military wagons following;
People, endless, streaming, with strong voices, passions,
Manhattan streets, with their powerful throbs, with the
beating drums, as now;
The endless and noisy chorus, the rustle and clank of
muskets, (even the sight of the wounded;)
Manhattan crowds with their turbulent musical chorus
—with varied chorus and light of the sparkling
Manhattan faces and eyes forever for me.


During the war, Whitman must often have wished to flee “the noise of the world,” as he proposes to do in the first part of “Give Me the Splendid Silent Sun.” Nature’s “primal sanities” were a balm for his soul, and the images he conjures of rural contentment—the warbling of birds, the fragrance of flowers in the garden, the sight of the stars—fortify him in the city, to which he still adheres. Exhausted by his ministry to the wounded, he beseeches the sun to give him strength, which in the second half of the poem allows him to once again appreciate “comrades and lovers,” soldiers on parade, black ships in the wharves, the endless procession of people streaming past, full of passion: “O such for me! O an intense life! O full to repletion and varied!”

From retreat to engagement—this movement recalls the ebb and flow of certain passages in “Song of Myself,” the tidal rhythm that bespeaks the sea and also the beating of the heart, systole and diastole, the mechanism by which blood circulates through the arteries. Whitman understood at an elemental level how the waves breaking on shore mimic the motions of the heart.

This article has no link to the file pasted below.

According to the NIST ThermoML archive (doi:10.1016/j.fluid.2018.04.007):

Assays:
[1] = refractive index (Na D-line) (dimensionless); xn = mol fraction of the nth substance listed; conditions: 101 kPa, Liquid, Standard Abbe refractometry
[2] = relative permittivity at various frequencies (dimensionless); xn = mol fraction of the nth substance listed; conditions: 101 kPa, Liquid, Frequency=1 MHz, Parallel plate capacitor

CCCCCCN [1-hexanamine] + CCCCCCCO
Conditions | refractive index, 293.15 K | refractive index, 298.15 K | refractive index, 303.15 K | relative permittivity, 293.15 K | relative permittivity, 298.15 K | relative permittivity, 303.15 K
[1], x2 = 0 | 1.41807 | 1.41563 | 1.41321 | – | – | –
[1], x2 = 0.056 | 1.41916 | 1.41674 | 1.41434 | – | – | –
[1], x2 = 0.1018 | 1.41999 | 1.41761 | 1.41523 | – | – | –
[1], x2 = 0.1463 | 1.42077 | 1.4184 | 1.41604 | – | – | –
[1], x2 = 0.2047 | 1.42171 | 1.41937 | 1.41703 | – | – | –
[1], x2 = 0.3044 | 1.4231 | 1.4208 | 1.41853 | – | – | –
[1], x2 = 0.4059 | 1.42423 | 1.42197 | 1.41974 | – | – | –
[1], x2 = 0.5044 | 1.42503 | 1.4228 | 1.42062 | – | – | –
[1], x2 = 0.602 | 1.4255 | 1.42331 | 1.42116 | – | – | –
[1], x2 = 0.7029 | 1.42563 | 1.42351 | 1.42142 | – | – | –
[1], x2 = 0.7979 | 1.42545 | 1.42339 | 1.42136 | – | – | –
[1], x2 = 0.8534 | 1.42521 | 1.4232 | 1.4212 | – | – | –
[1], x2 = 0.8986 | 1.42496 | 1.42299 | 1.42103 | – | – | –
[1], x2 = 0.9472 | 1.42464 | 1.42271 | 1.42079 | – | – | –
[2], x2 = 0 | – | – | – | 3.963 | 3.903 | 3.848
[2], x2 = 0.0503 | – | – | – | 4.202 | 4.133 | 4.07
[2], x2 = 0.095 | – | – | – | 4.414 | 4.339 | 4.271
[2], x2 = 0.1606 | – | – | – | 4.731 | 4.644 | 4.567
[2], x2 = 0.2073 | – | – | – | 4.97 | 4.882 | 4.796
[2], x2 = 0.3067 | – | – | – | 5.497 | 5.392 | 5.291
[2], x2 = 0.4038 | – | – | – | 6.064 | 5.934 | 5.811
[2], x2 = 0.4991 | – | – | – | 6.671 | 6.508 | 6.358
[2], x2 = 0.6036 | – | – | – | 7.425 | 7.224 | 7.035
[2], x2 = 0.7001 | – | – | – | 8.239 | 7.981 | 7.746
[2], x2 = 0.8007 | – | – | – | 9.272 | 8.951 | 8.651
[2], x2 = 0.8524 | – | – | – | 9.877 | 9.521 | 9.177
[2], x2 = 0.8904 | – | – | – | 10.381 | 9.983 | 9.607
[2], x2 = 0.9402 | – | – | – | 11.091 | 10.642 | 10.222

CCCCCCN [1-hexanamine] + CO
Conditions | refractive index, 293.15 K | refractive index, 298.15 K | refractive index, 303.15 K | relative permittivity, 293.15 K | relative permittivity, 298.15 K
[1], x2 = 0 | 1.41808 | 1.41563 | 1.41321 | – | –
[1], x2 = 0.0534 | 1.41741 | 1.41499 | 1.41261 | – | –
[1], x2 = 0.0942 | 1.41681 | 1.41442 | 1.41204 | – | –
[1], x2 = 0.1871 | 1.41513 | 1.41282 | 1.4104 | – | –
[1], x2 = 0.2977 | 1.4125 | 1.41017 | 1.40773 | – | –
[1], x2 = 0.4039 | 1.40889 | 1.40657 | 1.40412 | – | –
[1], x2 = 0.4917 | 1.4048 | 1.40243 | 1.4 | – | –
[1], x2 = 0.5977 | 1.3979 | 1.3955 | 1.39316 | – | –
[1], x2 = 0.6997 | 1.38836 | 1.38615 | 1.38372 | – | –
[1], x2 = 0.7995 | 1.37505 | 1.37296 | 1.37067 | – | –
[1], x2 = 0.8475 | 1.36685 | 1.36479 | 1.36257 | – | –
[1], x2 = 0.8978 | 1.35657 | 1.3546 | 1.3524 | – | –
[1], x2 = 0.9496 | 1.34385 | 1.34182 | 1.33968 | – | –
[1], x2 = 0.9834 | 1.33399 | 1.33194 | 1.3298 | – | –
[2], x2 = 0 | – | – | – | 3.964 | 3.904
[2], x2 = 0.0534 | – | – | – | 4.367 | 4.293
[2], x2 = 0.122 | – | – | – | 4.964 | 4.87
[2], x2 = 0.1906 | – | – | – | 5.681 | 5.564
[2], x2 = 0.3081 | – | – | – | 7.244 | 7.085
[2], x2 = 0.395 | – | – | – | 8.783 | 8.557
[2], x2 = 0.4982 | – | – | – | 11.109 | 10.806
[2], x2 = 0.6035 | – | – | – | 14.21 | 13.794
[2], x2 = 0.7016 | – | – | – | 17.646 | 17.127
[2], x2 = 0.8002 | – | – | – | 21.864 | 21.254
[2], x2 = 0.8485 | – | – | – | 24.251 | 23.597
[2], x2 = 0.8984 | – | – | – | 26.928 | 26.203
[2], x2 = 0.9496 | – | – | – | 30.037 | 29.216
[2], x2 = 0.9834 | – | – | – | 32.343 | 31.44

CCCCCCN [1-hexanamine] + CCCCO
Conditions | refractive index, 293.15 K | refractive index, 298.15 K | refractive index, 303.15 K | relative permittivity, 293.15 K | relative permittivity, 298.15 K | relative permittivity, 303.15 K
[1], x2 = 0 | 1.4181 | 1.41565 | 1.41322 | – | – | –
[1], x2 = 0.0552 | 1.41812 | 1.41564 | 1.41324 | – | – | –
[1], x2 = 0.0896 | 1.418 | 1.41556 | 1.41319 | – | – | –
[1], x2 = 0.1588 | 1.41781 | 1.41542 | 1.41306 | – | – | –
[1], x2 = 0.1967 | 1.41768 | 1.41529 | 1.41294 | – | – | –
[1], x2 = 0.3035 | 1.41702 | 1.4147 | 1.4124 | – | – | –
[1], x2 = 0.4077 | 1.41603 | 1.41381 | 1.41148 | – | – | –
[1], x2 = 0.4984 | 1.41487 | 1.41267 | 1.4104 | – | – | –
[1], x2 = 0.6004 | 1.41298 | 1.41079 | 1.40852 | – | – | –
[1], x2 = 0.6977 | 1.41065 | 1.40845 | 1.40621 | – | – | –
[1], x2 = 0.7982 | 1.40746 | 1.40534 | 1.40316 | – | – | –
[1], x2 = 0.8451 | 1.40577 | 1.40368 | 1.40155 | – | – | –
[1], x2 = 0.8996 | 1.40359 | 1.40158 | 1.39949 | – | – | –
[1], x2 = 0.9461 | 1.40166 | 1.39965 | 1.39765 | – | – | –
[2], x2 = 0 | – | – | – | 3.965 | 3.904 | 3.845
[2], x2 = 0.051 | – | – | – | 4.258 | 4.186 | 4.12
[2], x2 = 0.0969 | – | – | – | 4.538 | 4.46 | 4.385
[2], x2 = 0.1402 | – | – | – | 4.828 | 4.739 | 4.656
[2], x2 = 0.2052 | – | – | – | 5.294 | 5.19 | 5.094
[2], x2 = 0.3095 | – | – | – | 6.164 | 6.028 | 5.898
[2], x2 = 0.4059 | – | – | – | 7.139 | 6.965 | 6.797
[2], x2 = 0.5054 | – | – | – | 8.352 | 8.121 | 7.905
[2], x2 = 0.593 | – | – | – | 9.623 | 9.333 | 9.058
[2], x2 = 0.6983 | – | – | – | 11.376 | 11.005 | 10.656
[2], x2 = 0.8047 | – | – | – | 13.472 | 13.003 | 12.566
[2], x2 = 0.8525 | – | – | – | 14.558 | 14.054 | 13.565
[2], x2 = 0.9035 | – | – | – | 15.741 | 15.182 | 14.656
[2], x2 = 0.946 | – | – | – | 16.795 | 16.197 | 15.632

“In the years of Buchenwald and Auschwitz,” the Greek poet Odysseus Elytis writes in “Chronicle of a Decade,” much of which is set in Nazi-occupied Athens, “[Henri] Matisse painted the juiciest, rawest, most enchanting flowers and fruits ever made, as if the miracle of life itself discovered it could compress itself inside them forever. Today, they speak more eloquently than any macabre necrology.” Elytis suggests that “An entire contemporary literature made the mistake of competing with events and succumbing to horror instead of balancing it, as it should have done.” Indeed his poems oscillate between the poles of the pastoral tradition (with a surrealist inflection) and the work of witnessing—the same tension that animates “Give Me the Splendid Silent Sun.” For poets must decide at critical moments in their lives, in peacetime and at war, whether to retreat or engage: a defining feature of the human condition. One step back then one step forward, and vice versa, over and over again; in that interval lie our hopes and fears.



The kinds of oxymoronic reactions that Whitman had toward the war are some of the most difficult to articulate in words—to express how one can both hate and love the same thing, find it beautiful and horrifying, sustaining and devastating. Think about an event or an experience that has generated such oxymoronic reactions in you, and describe it in such a way that your reader can feel how it produced such deeply contradictory reactions in you.

Answer in the Comment box below or on WhitmanWeb’s Facebook page.